We have a collection of poetry by women titled The Extraordinary Tide: New Poetry by American Women [811 EXT], the book was published back in 2001, so it can no longer be considered "new" poetry, however, some of its poems can be considered timeless. Here's one by Gail Mazur that falls into that category:
We weren't waiting for anything to happen.
We lived by a lake, no tides to nag us,
no relentless conventions of flow
and ebb. No frantic hermit crabs
dragging sideways in their stolen shells,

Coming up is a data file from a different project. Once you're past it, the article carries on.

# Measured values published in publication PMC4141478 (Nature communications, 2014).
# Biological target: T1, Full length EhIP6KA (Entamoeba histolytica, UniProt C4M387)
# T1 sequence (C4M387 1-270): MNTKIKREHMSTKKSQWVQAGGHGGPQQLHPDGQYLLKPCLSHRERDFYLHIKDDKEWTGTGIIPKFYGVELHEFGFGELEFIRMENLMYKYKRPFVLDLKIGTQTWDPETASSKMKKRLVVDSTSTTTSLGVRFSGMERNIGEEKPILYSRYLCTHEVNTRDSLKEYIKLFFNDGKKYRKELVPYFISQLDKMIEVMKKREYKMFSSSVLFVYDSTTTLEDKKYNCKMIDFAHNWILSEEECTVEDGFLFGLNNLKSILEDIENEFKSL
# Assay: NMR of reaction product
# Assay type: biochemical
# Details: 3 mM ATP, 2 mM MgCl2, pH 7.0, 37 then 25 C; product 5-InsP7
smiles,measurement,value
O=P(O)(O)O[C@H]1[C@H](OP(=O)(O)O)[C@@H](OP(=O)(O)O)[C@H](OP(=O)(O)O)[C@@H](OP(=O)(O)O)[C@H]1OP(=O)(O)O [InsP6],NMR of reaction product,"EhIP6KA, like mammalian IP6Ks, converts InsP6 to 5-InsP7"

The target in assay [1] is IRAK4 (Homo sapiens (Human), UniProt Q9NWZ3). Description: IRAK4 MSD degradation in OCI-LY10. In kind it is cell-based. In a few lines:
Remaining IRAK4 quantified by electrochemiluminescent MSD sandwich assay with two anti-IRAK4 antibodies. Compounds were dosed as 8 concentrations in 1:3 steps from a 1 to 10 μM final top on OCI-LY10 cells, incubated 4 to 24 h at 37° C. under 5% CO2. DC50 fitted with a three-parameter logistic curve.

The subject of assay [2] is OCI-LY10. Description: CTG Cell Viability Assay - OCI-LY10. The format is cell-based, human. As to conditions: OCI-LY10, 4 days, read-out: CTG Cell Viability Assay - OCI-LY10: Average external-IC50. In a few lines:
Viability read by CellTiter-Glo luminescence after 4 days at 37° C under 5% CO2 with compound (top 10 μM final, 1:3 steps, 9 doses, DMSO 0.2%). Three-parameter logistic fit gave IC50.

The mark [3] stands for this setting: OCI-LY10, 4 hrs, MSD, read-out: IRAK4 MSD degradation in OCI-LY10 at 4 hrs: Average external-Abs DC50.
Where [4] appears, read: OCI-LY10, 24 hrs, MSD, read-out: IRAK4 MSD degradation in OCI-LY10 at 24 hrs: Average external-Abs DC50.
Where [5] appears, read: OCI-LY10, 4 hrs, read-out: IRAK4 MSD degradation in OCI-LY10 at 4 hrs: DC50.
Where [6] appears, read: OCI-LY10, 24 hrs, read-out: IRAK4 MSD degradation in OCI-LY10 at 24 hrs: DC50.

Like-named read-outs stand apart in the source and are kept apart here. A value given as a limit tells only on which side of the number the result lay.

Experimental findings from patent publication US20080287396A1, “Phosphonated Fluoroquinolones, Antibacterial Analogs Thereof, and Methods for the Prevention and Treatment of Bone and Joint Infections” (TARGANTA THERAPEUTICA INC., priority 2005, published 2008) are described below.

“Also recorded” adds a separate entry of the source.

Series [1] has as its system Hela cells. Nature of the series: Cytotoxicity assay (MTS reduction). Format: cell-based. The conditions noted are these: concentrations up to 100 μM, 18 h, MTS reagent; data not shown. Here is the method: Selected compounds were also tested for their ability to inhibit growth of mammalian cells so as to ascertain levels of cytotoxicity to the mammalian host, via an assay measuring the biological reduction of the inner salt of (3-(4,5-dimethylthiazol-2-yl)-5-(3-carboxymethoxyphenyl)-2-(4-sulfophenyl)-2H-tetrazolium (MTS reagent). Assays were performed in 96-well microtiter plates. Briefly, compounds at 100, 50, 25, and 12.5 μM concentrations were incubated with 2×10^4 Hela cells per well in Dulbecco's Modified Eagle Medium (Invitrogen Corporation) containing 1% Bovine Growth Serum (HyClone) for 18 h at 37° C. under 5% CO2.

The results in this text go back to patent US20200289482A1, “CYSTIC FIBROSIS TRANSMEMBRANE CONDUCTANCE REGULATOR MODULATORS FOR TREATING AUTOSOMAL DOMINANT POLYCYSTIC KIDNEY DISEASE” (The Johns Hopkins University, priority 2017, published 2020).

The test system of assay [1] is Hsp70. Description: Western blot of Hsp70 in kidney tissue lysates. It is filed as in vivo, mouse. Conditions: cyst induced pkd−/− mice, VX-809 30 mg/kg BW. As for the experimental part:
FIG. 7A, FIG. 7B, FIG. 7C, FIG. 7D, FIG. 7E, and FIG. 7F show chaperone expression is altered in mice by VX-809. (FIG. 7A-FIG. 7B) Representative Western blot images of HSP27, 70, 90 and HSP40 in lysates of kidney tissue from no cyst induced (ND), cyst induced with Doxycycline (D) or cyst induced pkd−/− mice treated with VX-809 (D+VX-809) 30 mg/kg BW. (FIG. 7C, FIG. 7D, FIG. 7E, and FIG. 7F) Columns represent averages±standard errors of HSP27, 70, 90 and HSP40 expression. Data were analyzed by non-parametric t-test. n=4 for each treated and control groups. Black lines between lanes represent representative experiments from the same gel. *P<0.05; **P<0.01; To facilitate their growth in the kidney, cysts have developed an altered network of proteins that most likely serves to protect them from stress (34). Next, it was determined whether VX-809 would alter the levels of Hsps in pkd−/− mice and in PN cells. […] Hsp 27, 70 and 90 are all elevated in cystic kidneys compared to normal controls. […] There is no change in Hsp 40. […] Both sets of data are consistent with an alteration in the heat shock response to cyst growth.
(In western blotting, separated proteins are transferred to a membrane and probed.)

nor the drained tidal pools they fled--
Only the soft green surround of pine
and beech, the mackerel clouds, the meek
canoes. We felt enclosed. Safe.
The future looked fictional then,
though I never doubted a lucky life
could break, that rapture and grief
could be handed to me in one hard package,
delivered, and left, however I labored,
whether I rested, or ranted and zigzagged
from morning to evening. I worked
with my back to our life. Moonflowers
bloomed in the nightyard: white,
dazzling, sufficient to the night.
Lovely. Lovely. Lovely.
From here head over to Read Write Believe where Sara is hosting the Poetry Friday Round-Up.
Photo by Mark Kempe.